According to the agency’s analysis, Saturday’s quake was a “strike-slip” type, in which the fault involved moved horizontally due to its being pulled to the northwest and southeast. Thursday’s quake and the 1995 Hanshin earthquake involved the same “strike-slip” mechanism.
Yuji Yagi, an associate professor of geodynamics at University of Tsukuba, analyzed the seismic waves from the Saturday quake and said the fault appeared to have moved over an area about 50 kilometers long and 20 kilometers wide.
The underground destruction stretched northeast from the quake’s focus and continued for about 20 seconds.
The focus of Saturday’s quake was located on the northern side of the Futagawa fault zone, which cuts east to west across Kumamoto Prefecture and is at least about 64 kilometers long in its entirety.
The government’s Earthquake Research Committee had deemed there to be “an almost zero to 0.9 percent chance” of a magnitude-7 earthquake occurring in the northeast part of the Futagawa fault zone within 30 years.
The Hinagu fault zone lies to the south of the focus of Saturday’s quake, stretching at least about 81 kilometers. Part of the Hinagu fault zone is believed to have moved in the Thursday earthquake.
Yasuhiro Suzuki, a professor of tectonic geomorphology at Nagoya University, said part of the Futagawa fault zone moved in the Saturday morning earthquake. “It’s appropriate to think of the Hinagu and Futagawa fault zones as connected active faults. The earthquake on Saturday occurred in conjunction with the quakes that have happened from Thursday on, so it appears that part of a very large fault moved,” Suzuki said.
According to Takeshi Matsushima, an associate professor at Kyushu University of solid-state geophysics, the ground in the Kyushu region is subject to forces that pull it north-south. This creates the Beppu-Shimabara rift zone, in which the ground is subsided from Oita to Kumamoto. It contains the Hinagu and Futagawa fault zones, as well as the Beppu-Haneyama fault zone.
Seismic activity has intensified from the southwest to the northeast of the rift zone.
Regarding this fact, the Japan Meteorological Agency said at a Saturday press conference that “large earthquakes have occurred in three locations: Kumamoto, Aso and the central areas of Oita Prefecture.”
The government’s Earthquake Research Committee has decided to hold an emergency meeting on Sunday regarding the quakes. It will examine the causes of the seismic activity and prospects for the future.Speech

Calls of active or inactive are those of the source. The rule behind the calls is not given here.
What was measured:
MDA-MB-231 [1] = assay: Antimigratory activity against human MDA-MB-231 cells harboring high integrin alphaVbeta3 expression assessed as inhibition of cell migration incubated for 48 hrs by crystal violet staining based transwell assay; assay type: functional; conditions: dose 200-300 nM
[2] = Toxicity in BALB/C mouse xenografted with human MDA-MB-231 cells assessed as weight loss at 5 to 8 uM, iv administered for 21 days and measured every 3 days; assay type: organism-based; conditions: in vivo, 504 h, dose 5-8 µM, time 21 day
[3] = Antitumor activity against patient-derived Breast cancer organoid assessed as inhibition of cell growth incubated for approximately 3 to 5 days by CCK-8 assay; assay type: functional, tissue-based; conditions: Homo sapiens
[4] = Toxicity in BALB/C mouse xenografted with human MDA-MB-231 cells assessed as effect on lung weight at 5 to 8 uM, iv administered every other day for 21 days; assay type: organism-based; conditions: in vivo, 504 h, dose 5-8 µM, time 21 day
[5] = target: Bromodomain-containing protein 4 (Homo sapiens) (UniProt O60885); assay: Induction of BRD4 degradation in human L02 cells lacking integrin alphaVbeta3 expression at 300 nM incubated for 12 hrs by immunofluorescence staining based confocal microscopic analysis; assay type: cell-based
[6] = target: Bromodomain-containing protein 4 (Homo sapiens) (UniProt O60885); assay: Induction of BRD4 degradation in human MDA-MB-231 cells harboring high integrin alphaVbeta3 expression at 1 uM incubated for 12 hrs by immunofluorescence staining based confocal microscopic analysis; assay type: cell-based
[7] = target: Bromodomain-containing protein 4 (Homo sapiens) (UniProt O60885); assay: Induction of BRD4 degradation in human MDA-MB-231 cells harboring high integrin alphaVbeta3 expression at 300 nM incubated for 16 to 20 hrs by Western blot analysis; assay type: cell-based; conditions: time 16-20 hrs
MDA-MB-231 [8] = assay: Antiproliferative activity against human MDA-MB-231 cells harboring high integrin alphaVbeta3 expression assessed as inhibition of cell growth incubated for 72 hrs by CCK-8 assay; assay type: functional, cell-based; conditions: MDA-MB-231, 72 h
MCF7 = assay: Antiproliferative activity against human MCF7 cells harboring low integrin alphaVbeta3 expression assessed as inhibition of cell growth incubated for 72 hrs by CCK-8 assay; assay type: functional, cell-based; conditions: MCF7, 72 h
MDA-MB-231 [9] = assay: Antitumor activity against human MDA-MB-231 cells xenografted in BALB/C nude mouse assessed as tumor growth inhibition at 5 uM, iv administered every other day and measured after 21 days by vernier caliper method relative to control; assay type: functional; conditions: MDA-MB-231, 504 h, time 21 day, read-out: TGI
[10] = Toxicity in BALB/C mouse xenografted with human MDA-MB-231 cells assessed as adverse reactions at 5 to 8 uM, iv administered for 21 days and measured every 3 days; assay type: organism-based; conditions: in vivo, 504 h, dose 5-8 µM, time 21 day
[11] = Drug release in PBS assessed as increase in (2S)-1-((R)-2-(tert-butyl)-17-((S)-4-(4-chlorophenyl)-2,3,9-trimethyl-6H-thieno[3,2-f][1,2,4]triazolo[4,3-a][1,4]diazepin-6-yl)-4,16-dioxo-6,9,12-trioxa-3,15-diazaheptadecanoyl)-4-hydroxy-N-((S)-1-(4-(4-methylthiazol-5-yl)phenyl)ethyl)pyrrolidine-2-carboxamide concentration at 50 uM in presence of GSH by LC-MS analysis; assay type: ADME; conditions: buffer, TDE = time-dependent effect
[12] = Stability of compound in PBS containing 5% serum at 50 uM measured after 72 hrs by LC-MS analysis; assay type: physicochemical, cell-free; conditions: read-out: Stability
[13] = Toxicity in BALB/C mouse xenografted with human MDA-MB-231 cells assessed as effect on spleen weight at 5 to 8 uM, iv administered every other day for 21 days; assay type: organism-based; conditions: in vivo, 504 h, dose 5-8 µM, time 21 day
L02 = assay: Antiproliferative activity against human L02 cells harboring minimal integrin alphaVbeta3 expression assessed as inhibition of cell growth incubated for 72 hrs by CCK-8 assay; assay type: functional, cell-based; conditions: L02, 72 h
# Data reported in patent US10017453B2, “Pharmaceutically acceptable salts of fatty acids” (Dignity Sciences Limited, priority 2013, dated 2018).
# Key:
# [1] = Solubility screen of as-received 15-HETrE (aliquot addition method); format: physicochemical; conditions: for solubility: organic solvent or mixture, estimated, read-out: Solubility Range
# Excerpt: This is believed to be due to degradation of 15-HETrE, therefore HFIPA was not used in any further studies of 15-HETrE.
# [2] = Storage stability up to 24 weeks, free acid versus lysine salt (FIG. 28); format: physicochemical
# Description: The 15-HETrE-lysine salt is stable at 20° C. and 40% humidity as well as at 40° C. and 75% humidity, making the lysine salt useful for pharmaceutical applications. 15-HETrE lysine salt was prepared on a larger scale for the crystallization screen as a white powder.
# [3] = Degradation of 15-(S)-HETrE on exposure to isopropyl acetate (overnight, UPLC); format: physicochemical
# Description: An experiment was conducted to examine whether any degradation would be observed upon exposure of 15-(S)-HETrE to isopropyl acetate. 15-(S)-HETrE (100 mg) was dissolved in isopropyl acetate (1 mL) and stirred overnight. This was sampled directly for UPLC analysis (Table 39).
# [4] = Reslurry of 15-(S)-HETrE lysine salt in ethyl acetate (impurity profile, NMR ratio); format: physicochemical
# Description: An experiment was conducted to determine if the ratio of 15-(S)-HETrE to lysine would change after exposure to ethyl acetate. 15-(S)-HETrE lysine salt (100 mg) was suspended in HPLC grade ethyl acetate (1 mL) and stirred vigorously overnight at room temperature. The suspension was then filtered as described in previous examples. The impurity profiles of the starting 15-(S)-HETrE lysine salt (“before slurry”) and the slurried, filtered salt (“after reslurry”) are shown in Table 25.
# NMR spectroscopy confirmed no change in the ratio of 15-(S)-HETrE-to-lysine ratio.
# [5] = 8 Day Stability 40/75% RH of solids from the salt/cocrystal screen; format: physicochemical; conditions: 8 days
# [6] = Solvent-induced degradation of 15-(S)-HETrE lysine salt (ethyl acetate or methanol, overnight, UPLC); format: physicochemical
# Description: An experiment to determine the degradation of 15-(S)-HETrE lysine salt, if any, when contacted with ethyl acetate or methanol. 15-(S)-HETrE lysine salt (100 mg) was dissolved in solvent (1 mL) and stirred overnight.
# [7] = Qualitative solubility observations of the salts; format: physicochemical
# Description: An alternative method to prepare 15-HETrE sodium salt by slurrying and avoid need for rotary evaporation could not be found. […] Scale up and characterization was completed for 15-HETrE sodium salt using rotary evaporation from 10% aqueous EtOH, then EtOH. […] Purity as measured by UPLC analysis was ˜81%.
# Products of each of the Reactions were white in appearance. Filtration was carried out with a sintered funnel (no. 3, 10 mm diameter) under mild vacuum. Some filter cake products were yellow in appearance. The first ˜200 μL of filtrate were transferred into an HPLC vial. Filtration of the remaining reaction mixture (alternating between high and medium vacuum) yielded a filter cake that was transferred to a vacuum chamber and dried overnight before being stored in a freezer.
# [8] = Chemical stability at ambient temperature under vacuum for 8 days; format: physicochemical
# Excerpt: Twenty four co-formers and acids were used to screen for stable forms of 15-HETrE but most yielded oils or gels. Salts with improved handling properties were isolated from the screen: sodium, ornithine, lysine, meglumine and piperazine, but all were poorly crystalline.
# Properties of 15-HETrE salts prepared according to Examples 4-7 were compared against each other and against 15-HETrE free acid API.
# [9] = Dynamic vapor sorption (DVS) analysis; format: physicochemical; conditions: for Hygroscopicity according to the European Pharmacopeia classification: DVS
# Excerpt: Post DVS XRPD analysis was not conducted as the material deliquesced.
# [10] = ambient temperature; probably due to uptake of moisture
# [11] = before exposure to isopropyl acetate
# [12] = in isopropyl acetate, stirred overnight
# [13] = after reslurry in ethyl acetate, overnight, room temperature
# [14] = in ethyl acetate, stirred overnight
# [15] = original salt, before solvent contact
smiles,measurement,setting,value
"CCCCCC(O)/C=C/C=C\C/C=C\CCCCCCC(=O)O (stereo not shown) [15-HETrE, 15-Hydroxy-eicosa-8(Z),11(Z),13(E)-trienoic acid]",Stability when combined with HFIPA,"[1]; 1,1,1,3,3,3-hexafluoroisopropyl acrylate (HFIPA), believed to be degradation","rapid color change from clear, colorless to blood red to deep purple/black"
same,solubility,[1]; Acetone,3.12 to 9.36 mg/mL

Seismic activity could move east, trigger quakes in active faults
Seismologists fear that the series of earthquakes rattling Kyushu could trigger temblors in other active faults in the southwestern island, which extend eastward into central Japan.
A number of active faults dot the so-called Beppu-Shimabara Rift, which traverses Kyushu island from east to west, extending to the Median Tectonic Line. This is the nation’s longest tectonic line, and it spans about 1,000 kilometers from the Kanto Plain through Gunma, Nagano, Wakayama, and Tokushima prefectures to Kyushu island in southern Japan.
Ichiro Kawasaki, professor emeritus of seismology at Kyoto University, said: “The epicenter (in the latest series of quakes that began April 14) is gradually moving eastward. When a fault moves, it tends to move other faults that run on an extended line.”
He explained that when an earthquake occurs, other faults around it are exerted to different pressure, which could trigger other quakes.
That view was echoed by Kazuro Hirahara, a Kyoto University professor of seismology and head of the Coordinating Committee for Earthquake Prediction.
“The epicenter of the earthquake in Oita Prefecture, (which occurred early on April 16) is about 100 kilometers from that of the Kumamoto quakes, and therefore it is hard to think that the quake was an aftershock,” he said, adding that there was a possibility the Beppu-Haneyama fault zone in the prefecture may have been stimulated.
“Quite frankly, there is no telling what may happen in the days ahead,” he said. “If some part in the Median Tectonic Line moves, there is a chance it could have an impact on the predicted Nankai Trough Earthquake in the long run.”
Shinji Toda, a Tohoku University professor of earthquake geology, pointed out that the seismic activity could also move southward.